By Kathryn Reed
STATELINE – Someplace National Winter Trails Day lived up to its purpose – a free, guided snowshoe or cross country trek, with introductions to the sports for those who are unfamiliar with them.
In Tahoe, the North Shore event was canceled because of lack of snow and the South Shore event turned into a hike.
No snow didn’t matter Saturday for those who bundled up to experience Van Sickle Bi-state Park – the only park in the country that crosses into two states.
The 120 people who preregistered and the nearly two dozen who signed up at the event that launched from the parking lot at Harrah’s Lake Tahoe were divided into seven groups before they headed uphill.
Holding up a three-pronged pine needle, Lindsay Gusses bends one needle down to make a Y as a way to get her group to remember the Jeffery pine is a yellow pine.
It was these little tidbits of information delivered in a fun way that kept the chilly two-mile trek entertaining.
The beauty, well, that needs no explanation. But sometimes it’s nice to know what you are looking at or how something came to be.
Gusses works for the U.S. Forest Service. Her job on Jan. 7 during this Tahoe Rim Trail Association sponsored event is to tell her charges about various aspects of the forest.
“A good reminder as we are walking through the forest is to use all of your senses,” Gusses says.
People are walking up to a Jeffery pine, putting their noses in the crooks. Butterscotch and vanilla fill their nostrils.
On a warmer day, with several of these trees near one another the aroma can permeate the air.
“Gentle Jeffery” is often the nickname for these conifers because their cones are gentle to the touch.
Some conifers – which are any cone-bearing tree – are prickly, even painful if grabbed tightly.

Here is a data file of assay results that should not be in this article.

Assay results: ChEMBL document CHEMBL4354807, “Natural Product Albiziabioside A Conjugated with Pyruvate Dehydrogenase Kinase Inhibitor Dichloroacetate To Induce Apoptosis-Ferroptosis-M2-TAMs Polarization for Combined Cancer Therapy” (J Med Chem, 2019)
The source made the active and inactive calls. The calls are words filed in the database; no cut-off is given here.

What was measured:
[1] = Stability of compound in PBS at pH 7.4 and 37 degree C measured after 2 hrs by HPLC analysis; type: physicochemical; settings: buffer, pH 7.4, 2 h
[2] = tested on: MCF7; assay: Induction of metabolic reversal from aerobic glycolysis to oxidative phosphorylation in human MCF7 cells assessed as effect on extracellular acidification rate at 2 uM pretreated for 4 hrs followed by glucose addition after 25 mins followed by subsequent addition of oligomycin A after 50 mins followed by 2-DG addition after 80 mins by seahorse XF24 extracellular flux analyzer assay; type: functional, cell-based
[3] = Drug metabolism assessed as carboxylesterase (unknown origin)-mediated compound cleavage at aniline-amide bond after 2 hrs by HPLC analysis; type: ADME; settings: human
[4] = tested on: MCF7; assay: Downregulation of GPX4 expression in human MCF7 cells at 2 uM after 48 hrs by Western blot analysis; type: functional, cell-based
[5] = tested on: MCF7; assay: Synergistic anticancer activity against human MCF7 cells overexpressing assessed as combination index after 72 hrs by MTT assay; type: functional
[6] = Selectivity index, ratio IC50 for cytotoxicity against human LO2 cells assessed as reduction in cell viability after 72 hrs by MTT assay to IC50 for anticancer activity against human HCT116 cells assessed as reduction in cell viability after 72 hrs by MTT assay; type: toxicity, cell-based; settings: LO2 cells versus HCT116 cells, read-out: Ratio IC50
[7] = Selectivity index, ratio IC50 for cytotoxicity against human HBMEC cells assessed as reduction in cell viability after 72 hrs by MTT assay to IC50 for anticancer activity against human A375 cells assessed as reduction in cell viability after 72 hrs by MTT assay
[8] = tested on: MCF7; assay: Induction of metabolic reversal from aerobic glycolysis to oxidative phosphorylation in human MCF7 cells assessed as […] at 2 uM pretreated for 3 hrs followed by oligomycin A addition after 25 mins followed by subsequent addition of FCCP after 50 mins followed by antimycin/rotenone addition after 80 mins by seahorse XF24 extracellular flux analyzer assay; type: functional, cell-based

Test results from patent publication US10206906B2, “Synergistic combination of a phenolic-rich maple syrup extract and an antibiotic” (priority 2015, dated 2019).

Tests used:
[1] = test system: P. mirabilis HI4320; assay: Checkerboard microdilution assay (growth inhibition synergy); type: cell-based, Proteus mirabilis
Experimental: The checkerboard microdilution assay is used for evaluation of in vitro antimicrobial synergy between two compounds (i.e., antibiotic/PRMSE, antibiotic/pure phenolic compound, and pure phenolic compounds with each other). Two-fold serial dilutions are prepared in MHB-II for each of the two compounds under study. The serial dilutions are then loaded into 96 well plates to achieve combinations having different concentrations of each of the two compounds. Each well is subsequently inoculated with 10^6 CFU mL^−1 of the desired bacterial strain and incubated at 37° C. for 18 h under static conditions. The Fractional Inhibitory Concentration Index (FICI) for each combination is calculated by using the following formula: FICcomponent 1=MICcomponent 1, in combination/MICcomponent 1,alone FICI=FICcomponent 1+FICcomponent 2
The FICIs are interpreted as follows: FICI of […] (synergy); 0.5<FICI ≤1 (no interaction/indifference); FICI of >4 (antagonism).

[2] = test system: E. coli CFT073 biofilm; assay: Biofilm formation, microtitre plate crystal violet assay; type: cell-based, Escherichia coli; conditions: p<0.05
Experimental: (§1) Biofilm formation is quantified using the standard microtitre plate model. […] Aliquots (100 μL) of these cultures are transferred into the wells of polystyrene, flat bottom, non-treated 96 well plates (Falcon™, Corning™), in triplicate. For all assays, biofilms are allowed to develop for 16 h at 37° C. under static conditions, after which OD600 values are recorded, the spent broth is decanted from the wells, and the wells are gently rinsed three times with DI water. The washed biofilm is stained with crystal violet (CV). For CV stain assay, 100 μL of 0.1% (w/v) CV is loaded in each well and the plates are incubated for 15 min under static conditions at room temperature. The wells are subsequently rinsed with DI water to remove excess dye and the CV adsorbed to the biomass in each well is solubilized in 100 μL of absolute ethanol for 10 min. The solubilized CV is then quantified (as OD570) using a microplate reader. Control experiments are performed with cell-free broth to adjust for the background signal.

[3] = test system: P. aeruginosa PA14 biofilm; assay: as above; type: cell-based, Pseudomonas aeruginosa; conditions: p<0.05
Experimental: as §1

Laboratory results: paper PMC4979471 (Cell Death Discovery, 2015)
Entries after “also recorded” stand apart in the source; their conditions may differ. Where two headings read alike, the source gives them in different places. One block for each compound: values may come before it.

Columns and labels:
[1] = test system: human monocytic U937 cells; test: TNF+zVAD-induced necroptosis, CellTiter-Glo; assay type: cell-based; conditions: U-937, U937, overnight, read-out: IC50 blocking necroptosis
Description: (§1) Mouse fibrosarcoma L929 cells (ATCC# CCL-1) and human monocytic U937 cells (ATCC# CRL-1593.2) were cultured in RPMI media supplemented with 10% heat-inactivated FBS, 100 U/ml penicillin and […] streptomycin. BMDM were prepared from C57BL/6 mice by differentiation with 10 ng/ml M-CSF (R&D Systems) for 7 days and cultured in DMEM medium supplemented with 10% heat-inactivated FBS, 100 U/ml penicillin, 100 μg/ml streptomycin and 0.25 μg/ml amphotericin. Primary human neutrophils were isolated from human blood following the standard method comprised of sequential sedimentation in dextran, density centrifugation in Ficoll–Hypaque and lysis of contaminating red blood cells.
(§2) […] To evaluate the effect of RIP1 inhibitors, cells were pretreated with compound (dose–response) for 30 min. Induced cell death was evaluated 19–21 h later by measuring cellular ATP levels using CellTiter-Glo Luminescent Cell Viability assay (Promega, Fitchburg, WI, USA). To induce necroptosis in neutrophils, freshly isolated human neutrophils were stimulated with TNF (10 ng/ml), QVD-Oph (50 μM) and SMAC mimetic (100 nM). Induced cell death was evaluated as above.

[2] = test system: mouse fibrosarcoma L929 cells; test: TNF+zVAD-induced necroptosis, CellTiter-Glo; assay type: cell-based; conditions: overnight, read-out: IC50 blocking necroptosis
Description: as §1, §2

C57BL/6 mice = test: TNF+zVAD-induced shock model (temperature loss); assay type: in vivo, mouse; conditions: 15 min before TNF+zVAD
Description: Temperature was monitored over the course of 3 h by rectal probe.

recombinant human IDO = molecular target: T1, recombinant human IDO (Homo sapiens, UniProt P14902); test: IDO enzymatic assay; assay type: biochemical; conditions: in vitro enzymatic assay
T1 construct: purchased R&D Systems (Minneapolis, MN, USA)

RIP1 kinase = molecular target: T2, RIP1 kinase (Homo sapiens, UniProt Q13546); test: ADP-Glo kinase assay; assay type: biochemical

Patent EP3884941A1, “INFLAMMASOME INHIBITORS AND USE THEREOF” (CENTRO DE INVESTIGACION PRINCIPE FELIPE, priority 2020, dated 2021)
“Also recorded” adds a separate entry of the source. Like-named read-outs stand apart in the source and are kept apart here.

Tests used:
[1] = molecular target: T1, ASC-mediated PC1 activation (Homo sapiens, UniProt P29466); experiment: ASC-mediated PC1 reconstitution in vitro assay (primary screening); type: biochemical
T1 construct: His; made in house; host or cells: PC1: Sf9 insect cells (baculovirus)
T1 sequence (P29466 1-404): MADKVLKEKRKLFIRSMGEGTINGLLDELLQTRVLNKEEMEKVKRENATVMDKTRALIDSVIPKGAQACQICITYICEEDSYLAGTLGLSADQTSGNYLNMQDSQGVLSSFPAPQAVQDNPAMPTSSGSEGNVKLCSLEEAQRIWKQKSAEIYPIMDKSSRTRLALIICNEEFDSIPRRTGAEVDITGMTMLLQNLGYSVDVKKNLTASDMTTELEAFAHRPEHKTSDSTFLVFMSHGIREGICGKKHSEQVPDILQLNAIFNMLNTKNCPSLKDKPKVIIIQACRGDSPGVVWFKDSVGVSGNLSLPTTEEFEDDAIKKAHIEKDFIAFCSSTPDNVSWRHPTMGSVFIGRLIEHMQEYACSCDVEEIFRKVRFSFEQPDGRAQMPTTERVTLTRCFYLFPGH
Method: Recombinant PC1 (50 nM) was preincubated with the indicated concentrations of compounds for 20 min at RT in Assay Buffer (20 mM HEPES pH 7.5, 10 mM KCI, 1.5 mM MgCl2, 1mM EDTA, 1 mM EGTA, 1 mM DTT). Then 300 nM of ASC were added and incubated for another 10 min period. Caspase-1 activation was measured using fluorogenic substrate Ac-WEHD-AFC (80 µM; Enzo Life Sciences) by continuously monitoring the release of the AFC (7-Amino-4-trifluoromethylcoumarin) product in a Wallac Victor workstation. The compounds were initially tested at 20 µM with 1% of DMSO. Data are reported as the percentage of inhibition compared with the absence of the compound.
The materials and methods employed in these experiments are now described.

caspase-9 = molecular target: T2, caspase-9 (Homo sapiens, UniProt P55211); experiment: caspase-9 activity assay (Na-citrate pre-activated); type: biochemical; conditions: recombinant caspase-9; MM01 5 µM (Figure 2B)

A short history lesson about the Comstock era explains why so many fir trees dot the landscape. They are drought resistant and shade tolerant, allowing them to propagate after the forest was clearcut to build the silver mines in Nevada.
White pines are more often found closer to Lake Tahoe, while red fir are farther up ski slopes.
“One way to tell the difference is the spacing of the needles,” Gusses says. White fir needles curve a bit, while red look more like a hockey stick.
Part way up the trail a cluster of South Tahoe High School students is ready to educate each group that comes by about using avalanche beacons and how to find someone who may be trapped. Leave No Trace is a component of the hike, with Plan and Prepare being one of the seven principles.
These students are part of the Generation Green Club, a collaboration between the school and U.S. Forest Service.
Tyler Myers, a junior at STHS, uses his beacon to find a transmitter that has been stuffed in a football and hidden behind a tree. The beeping gets louder as he gets closer. How far he is from the “victim” shows up on the device – though 20 meters is the farthest it reads.
“It doesn’t give a depth, that’s why we bring a probe,” Myers explains.
Moving on, the group goes through part of the forest that was charred in summer 2002 during the Gondola Fire.
Gusses talks about the importance of fire when it comes to having a healthy forest. But she also imparts how it’s incumbent upon everyone to prevent wildfires. After all, it was a smoker who tossed a cigarette butt out the Heavenly gondola that started that fire. Heavenly has since made it impossible for that to happen again.
“It doesn’t take much to completely change the ecosystem,” Gusses says.
The Tahoe Rim Trail Association has free Trail Talks scheduled through May. For more information, go online.